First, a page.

Guest Author - Deborah Watson-Novacek
Entomology is the branch of zoology that deals with the study of insects. There is a wide spectrum within the field, because insects, making up more than 80 percent of the entire animal species, are the dominant life form on Earth. There are more than 1 million known species, and some scientists believe there may be more than 30 million species yet undiscovered.
The word "entomology" is based in the Greek language. It combines entomos, which roughly translates to "something segmented or cut into pieces" and logia, or "the study of".
Because they make up such an enormous part of the life on this planet, it goes without saying that insects play important roles in various fields: ecology, botany, biomechanics, paleontology, etc. Their study is essential to better understand the often symbiotic relationship other life forms have with insects.
Forensic entomology is the study of insects in legal cases. Usually forensic entomology is associated with how insects feed on dead bodies, but the science may also be used in civil cases, such as the investigation of contaminated food.
Some recent criminal and medical television series feature forensic entomologists who can help determine information about a person's time of death based on the stage of insect activity in the cadaver. Two of the most popular are CSI and Bones.
Medical entomology deals with disease-spreading insects like mosquitoes, mites, ticks and fleas. Originating in 1878 with the discovery that mosquitoes had the capability to transmit parasites, this discipline deals with other infectious diseases like malaria, typhus, and plague. Military medical entomology, separate from civilian medical entomology, helps armies determine and eradicate insect threats to troops. According to the United States Air Force, the military has been using medical entomologists since 1900 and the discovery that mosquitoes transmitted yellow fever.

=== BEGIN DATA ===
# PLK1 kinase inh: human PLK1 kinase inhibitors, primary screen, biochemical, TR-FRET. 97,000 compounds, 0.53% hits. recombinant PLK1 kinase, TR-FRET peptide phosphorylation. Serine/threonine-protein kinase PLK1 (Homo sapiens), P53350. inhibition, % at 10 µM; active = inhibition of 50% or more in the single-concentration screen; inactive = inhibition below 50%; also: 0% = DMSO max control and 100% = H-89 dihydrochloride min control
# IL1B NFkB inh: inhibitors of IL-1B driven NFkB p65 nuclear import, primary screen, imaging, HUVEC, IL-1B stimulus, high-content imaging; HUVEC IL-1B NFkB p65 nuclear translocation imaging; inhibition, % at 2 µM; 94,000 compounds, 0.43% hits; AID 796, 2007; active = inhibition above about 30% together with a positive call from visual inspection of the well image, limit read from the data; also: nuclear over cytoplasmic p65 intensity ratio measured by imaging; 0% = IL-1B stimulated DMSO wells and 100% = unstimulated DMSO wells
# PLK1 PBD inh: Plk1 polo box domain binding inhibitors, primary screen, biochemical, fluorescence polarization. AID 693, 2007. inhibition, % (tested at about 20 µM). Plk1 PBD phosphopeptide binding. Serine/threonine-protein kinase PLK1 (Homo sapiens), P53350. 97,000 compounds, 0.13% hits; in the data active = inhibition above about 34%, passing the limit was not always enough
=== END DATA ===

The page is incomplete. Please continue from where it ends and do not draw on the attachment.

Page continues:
Research entomologists can be experts in any sub-field of entomology. Many entomologists specialize in a single order or even a family of insects, and a number of these subspecialties are given their own informal names, often derived from the scientific name of the group, for example:
- Apiology (or melittology) - bees
- Coleopterology - beetles
- Dipterology - flies
- Lepidopterology - moths and butterflies
- Myrmecology - ants
- Orthopterology - grasshoppers, crickets, etc.
The studies of research entomologists can extend to classification, conservation, toxicology and evolutionary biology of their chosen order or family.
TAXONOMIC SPECIALIZATION OF INSECTS
The more than 1 million known species of insects are currently divided into dozens of different orders. Some of the most common are shown below:
Collembola: Springtails - from the Greek: colla = glue + embolon = wedge or peg)
Thysanura: Silverfish, Firebrats, Bristletails - from the Greek: thysanos = tassel + oura = tail
Ephemeroptera: Mayflies - from the Greek: ephemeros = living but a day
Odonata: Dragonflies and Damselflies - from the Greek: odontos = tooth
Orthoptera: Grasshoppers, Crickets, Katydids - from the Greek: orthos = straight + ptera = wings
Phasmida: Walking Sticks - from the Greek: phasm = phantom
Mantodea: Praying mantids - from the Greek: mantis = soothsayer
Blattaria: Cockroaches - from the Latin: blatta = cockroach
Isoptera: Termites - from the Greek isos = equal + ptera = wings
Dermaptera: Earwigs - from the Greek: derma = skin + ptera = wings
Plecoptera: Stoneflies - from the Greek: plekos = plaited + ptera = wings
Psocoptera: Psocids, Barklice, Booklice - from the Greek: psocho = to rub or grind into small pieces + ptera = wings
Phthiraptera: Lice - from the Greek: phthir = lice + aptera = wingless
Hemiptera: True Bugs - from the Greek: hemi = half + ptera = wings
Homoptera: Aphids, Cicadas, Scales, Leafhoppers, and others - from the Greek: homos = same + ptera = wings
Thysanoptera: Thrips - from the Greek: thysanos = fringe + ptera = wing
Neuroptera: Lacewings, Dobsonflies, Antlions, others - from the Greek neura = nerves + ptera = wings
Coleoptera: Beetles - from the Greek: coleos = sheath + ptera = wings
Mecoptera: Scorpionflies and Hanging Scorpionflies - from the Greek: mecos = long + ptera = wings
Diptera: Flies, Gnats, Midges, Mosquitoes - from the Greek: di = two + ptera = wings
Siphonaptera: Fleas - from the Greek: siphon = tube + aptera = without wings
Trichoptera: Caddisflies, Caseflies - from the Greek: trichos = hair + ptera = wings
Lepidoptera: Moths, Butterflies, and Skippers - from the Greek: lepidos = scale + ptera = wings
Hymenoptera: Wasps, Bees, Ants, Sawflies, Horntails - from the Greek: hymen = membrane + ptera = wings